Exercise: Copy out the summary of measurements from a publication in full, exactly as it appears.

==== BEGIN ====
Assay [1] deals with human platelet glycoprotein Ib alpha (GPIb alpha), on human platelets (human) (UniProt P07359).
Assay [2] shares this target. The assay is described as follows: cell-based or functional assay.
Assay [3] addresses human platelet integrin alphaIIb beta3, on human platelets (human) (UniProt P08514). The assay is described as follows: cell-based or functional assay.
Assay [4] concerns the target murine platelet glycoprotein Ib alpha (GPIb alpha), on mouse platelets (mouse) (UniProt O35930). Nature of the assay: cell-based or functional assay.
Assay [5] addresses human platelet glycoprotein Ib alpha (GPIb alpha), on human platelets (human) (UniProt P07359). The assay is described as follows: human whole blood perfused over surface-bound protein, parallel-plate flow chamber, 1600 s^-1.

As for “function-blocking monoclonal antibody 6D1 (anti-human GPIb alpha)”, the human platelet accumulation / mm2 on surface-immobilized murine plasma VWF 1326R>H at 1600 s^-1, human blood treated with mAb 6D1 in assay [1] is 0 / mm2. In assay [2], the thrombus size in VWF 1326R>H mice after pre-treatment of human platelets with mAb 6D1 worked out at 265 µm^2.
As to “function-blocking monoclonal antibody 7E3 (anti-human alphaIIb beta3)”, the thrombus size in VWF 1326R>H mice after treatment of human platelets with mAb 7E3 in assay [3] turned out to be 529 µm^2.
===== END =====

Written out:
Assay [1] deals with human platelet glycoprotein Ib alpha (GPIb alpha), on human platelets (human) (UniProt P07359).
Assay [2] shares this target. The assay is described as follows: cell-based or functional assay.
Assay [3] addresses human platelet integrin alphaIIb beta3, on human platelets (human) (UniProt P08514). The assay is described as follows: cell-based or functional assay.
Assay [4] concerns the target murine platelet glycoprotein Ib alpha (GPIb alpha), on mouse platelets (mouse) (UniProt O35930). Nature of the assay: cell-based or functional assay.
Assay [5] addresses human platelet glycoprotein Ib alpha (GPIb alpha), on human platelets (human) (UniProt P07359). The assay is described as follows: human whole blood perfused over surface-bound protein, parallel-plate flow chamber, 1600 s^-1.

As for “function-blocking monoclonal antibody 6D1 (anti-human GPIb alpha)”, the human platelet accumulation / mm2 on surface-immobilized murine plasma VWF 1326R>H at 1600 s^-1, human blood treated with mAb 6D1 in assay [1] is 0 / mm2. In assay [2], the thrombus size in VWF 1326R>H mice after pre-treatment of human platelets with mAb 6D1 worked out at 265 µm^2.
As to “function-blocking monoclonal antibody 7E3 (anti-human alphaIIb beta3)”, the thrombus size in VWF 1326R>H mice after treatment of human platelets with mAb 7E3 in assay [3] turned out to be 529 µm^2.